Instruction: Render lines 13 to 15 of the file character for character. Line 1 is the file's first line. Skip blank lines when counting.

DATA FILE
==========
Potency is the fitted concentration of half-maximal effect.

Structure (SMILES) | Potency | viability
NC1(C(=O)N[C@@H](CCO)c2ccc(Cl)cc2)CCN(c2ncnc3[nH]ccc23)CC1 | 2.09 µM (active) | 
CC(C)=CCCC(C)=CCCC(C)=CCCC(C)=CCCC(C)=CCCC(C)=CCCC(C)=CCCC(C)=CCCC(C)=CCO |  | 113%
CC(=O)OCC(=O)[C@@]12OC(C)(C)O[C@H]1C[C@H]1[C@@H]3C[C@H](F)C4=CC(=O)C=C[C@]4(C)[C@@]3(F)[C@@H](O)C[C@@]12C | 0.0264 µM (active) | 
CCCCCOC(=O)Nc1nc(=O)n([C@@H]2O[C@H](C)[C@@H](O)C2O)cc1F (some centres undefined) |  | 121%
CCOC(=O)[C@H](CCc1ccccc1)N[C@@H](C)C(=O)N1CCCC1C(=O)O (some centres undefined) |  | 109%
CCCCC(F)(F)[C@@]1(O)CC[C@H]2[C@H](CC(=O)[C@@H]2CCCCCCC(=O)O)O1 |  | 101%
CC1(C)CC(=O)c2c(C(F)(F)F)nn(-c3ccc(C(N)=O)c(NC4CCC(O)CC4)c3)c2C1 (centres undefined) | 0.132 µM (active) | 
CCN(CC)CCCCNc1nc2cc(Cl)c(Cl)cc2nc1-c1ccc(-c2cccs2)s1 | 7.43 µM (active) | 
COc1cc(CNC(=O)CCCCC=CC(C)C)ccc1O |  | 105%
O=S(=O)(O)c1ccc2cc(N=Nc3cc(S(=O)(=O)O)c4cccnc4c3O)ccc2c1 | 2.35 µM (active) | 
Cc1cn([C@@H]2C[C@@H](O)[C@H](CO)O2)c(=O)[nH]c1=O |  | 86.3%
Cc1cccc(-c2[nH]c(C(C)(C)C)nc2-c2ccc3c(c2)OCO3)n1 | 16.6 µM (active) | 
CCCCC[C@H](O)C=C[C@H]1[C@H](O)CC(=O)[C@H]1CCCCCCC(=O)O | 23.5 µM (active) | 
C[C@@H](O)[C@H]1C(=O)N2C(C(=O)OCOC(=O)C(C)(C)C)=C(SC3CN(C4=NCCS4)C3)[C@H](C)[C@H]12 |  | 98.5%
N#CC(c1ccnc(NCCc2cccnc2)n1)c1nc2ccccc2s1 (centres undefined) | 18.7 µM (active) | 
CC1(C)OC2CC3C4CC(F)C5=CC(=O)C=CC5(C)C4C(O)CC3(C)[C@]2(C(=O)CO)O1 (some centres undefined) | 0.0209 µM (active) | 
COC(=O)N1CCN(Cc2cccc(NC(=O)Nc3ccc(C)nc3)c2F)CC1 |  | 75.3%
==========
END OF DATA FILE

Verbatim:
Cc1cn([C@@H]2C[C@@H](O)[C@H](CO)O2)c(=O)[nH]c1=O |  | 86.3%
Cc1cccc(-c2[nH]c(C(C)(C)C)nc2-c2ccc3c(c2)OCO3)n1 | 16.6 µM (active) | 
CCCCC[C@H](O)C=C[C@H]1[C@H](O)CC(=O)[C@H]1CCCCCCC(=O)O | 23.5 µM (active) | 